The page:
When a host cell is infected with HIV, the virus brings its own genetic material into the host cell. This cell then replicates, reads the viral RNA, and uses it as a blueprint to produce more viral proteins. Complete viruses are then released to attack the next cells.
Experts don’t dispute the important role that diet and activity play in maintaining a healthy weight. But can poor eating habits and a less active lifestyle fully explain the prevalence of obesity in the United States today? That question has led some researchers to ask whether there might be other causes for this serious problem. In the October issue of Mayo Clinic Proceedings, researcher Richard Atkinson, M.D., asserts that there is a growing body of evidence demonstrating that viruses may play a role in causing obesity in humans.
Patients with the hepatitis C virus (HCV) have a risk of frequent recurrence and deterioration of liver function, even after curative treatment for the primary hepatocellular carcinoma (HCC). This unfavorable prognosis is associated with a sustained HCV infection. Thus, both the prevention of HCC recurrence and the preservation of liver function are high priorities when trying to improve the prognosis of patients with HCV-related HCC. Antiviral therapy for chronic hepatitis C (HCV) after treatment for primary HCC is the essential factor required for an improved prognosis.
An anal fissure is a cut or tear occurring in the anus (the opening through which stool passes out of the body) that extends upwards into the anal canal. Patients may try to avoid defecation because of the pain. The pain may also affect urination causing dysuria, frequent urination, or the inability to urinate. Bleeding in small amounts, itching (pruritus ani), and a malodorous discharge may occur due to the discharge of pus from the fissure.
Warning that the H5N1 virus responsible for bird flu could still transform itself into the next human influenza pandemic, a senior United Nations specialist has stressed the need to ensure that the world can respond promptly and effectively in the case of an outbreak.
The International HapMap Consortium today published analyses of its second-generation map of human genetic variation, which contains three times more markers than the initial version unveiled in 2005. In two papers in the journal Nature, the consortium describes how the higher resolution map offers greater power to detect genetic variants involved in common diseases, explore the structure of human genetic variation and learn how environmental factors, such as infectious agents, have shaped the human genome.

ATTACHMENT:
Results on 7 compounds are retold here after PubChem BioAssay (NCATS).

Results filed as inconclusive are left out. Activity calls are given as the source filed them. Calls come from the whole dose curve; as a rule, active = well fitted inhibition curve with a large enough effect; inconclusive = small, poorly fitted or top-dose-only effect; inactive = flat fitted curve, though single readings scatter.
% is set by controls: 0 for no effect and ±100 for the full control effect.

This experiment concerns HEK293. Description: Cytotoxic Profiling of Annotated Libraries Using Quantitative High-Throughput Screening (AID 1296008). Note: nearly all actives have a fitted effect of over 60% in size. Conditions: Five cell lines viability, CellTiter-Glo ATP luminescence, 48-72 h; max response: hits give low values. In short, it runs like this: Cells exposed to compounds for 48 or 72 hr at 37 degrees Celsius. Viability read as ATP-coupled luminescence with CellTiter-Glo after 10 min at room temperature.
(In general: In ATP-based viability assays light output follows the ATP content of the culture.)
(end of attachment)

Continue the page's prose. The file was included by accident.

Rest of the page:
It’s almost flu season, so keep washing your hands and get a flu shot. But no matter how well we prepare, the virus stays one step ahead. Researchers now think that’s because the flu virus doesn’t vacation—it remains on duty throughout the year, traveling the globe and mixing with other strains.
The U.S. Food and Drug Administration (FDA) has approved raltegravir tablets for treatment of Human Immunodeficiency Virus (HIV)-1 infection in combination with other antiretroviral agents in treatment-experienced adult patients who have evidence of viral replication and HIV-1 strains resistant to multiple antiretroviral agents.
Concerns have been raised regarding the safety of “over-the-counter” (non-prescription) cough and cold products in children. Health Canada is advising consumers on the appropriate use of these products, including drugs and natural health products, particularly in children under 2 years of age. Life-threatening adverse events, including unintentional overdose, have been reported to Health Canada in association with the use of these products in children under 2 years of age.
Merck & Co., Inc., announced that the U.S. Food and Drug Administration (FDA) granted ISENTRESS TM (raltegravir) tablets accelerated approval for use in combination with other antiretroviral agents for the treatment of HIV-1 infection in treatment-experienced adult patients who have evidence of viral replication and HIV-1 strains resistant to multiple antiretroviral agents.